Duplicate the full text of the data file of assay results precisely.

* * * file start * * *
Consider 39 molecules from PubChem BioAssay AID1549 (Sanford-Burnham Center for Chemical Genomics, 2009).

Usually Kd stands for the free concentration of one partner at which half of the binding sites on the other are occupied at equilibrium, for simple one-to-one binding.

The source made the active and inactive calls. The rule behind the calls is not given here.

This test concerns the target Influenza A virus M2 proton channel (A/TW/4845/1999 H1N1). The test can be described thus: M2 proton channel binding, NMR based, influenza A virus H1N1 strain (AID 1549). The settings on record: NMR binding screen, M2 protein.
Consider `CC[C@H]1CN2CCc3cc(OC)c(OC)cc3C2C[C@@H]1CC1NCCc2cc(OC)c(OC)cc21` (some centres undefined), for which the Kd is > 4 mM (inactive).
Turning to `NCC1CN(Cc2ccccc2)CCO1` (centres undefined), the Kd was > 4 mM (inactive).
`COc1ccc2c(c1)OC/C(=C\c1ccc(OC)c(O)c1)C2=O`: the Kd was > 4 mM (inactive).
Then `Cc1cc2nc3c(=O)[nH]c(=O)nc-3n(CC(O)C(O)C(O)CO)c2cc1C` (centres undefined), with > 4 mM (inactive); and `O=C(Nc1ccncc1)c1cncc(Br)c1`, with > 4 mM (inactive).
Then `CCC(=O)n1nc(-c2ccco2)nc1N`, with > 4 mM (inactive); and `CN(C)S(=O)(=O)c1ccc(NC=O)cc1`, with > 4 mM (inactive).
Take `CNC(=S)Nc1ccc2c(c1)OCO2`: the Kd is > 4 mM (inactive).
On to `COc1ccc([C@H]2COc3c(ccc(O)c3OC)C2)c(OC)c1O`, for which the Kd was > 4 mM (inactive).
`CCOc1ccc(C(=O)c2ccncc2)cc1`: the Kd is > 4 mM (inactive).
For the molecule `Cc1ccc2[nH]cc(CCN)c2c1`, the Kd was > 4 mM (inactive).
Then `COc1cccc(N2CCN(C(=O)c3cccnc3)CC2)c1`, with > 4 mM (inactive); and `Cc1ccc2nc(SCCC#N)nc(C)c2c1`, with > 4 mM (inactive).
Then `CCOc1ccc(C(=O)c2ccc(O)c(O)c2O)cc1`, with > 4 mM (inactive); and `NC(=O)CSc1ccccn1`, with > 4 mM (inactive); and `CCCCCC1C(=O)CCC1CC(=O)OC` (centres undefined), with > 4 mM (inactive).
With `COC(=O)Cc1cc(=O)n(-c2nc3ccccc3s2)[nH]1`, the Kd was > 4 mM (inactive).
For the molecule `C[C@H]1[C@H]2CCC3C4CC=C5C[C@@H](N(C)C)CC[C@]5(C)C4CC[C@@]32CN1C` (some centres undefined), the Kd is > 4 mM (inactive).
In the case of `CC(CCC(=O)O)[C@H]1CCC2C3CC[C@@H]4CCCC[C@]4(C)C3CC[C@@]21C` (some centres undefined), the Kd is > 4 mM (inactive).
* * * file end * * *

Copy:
Consider 39 molecules from PubChem BioAssay AID1549 (Sanford-Burnham Center for Chemical Genomics, 2009).

Usually Kd stands for the free concentration of one partner at which half of the binding sites on the other are occupied at equilibrium, for simple one-to-one binding.

The source made the active and inactive calls. The rule behind the calls is not given here.

This test concerns the target Influenza A virus M2 proton channel (A/TW/4845/1999 H1N1). The test can be described thus: M2 proton channel binding, NMR based, influenza A virus H1N1 strain (AID 1549). The settings on record: NMR binding screen, M2 protein.
Consider `CC[C@H]1CN2CCc3cc(OC)c(OC)cc3C2C[C@@H]1CC1NCCc2cc(OC)c(OC)cc21` (some centres undefined), for which the Kd is > 4 mM (inactive).
Turning to `NCC1CN(Cc2ccccc2)CCO1` (centres undefined), the Kd was > 4 mM (inactive).
`COc1ccc2c(c1)OC/C(=C\c1ccc(OC)c(O)c1)C2=O`: the Kd was > 4 mM (inactive).
Then `Cc1cc2nc3c(=O)[nH]c(=O)nc-3n(CC(O)C(O)C(O)CO)c2cc1C` (centres undefined), with > 4 mM (inactive); and `O=C(Nc1ccncc1)c1cncc(Br)c1`, with > 4 mM (inactive).
Then `CCC(=O)n1nc(-c2ccco2)nc1N`, with > 4 mM (inactive); and `CN(C)S(=O)(=O)c1ccc(NC=O)cc1`, with > 4 mM (inactive).
Take `CNC(=S)Nc1ccc2c(c1)OCO2`: the Kd is > 4 mM (inactive).
On to `COc1ccc([C@H]2COc3c(ccc(O)c3OC)C2)c(OC)c1O`, for which the Kd was > 4 mM (inactive).
`CCOc1ccc(C(=O)c2ccncc2)cc1`: the Kd is > 4 mM (inactive).
For the molecule `Cc1ccc2[nH]cc(CCN)c2c1`, the Kd was > 4 mM (inactive).
Then `COc1cccc(N2CCN(C(=O)c3cccnc3)CC2)c1`, with > 4 mM (inactive); and `Cc1ccc2nc(SCCC#N)nc(C)c2c1`, with > 4 mM (inactive).
Then `CCOc1ccc(C(=O)c2ccc(O)c(O)c2O)cc1`, with > 4 mM (inactive); and `NC(=O)CSc1ccccn1`, with > 4 mM (inactive); and `CCCCCC1C(=O)CCC1CC(=O)OC` (centres undefined), with > 4 mM (inactive).
With `COC(=O)Cc1cc(=O)n(-c2nc3ccccc3s2)[nH]1`, the Kd was > 4 mM (inactive).
For the molecule `C[C@H]1[C@H]2CCC3C4CC=C5C[C@@H](N(C)C)CC[C@]5(C)C4CC[C@@]32CN1C` (some centres undefined), the Kd is > 4 mM (inactive).
In the case of `CC(CCC(=O)O)[C@H]1CCC2C3CC[C@@H]4CCCC[C@]4(C)C3CC[C@@]21C` (some centres undefined), the Kd is > 4 mM (inactive).